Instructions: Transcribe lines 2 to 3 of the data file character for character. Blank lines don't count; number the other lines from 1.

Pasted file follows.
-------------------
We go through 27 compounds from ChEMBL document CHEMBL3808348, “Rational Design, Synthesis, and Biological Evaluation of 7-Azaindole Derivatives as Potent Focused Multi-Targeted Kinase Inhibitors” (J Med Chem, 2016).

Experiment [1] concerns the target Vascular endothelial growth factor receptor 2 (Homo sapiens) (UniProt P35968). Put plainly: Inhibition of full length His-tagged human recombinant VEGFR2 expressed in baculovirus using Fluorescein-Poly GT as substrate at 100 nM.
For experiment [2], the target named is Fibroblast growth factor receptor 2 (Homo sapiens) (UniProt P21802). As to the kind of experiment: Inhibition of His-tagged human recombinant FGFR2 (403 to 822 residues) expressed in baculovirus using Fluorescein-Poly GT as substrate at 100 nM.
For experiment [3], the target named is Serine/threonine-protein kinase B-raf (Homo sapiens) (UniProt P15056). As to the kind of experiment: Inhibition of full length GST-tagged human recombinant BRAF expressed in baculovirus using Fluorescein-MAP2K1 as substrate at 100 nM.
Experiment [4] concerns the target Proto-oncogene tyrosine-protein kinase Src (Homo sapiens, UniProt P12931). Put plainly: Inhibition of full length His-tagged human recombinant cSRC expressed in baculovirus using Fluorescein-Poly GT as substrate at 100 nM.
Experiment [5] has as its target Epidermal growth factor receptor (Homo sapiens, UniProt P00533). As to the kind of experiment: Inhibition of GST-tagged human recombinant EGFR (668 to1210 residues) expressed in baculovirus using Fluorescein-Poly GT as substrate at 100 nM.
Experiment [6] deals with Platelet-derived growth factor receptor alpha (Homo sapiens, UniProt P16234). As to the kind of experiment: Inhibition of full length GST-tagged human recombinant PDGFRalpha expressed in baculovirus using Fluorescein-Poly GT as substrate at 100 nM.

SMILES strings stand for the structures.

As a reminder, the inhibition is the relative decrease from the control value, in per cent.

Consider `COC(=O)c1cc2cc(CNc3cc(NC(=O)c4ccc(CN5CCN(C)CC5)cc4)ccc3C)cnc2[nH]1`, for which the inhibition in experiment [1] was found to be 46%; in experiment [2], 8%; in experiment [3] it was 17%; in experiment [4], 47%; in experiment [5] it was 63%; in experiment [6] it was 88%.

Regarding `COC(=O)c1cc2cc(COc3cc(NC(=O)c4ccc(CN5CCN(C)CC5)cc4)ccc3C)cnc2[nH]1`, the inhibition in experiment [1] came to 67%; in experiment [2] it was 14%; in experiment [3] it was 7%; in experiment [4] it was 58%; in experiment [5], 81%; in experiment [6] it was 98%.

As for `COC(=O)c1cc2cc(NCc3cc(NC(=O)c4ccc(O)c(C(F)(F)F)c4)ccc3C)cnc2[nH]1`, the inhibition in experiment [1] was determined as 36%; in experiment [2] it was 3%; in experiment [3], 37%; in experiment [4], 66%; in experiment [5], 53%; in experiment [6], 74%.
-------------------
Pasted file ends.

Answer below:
Experiment [1] concerns the target Vascular endothelial growth factor receptor 2 (Homo sapiens) (UniProt P35968). Put plainly: Inhibition of full length His-tagged human recombinant VEGFR2 expressed in baculovirus using Fluorescein-Poly GT as substrate at 100 nM.
For experiment [2], the target named is Fibroblast growth factor receptor 2 (Homo sapiens) (UniProt P21802). As to the kind of experiment: Inhibition of His-tagged human recombinant FGFR2 (403 to 822 residues) expressed in baculovirus using Fluorescein-Poly GT as substrate at 100 nM.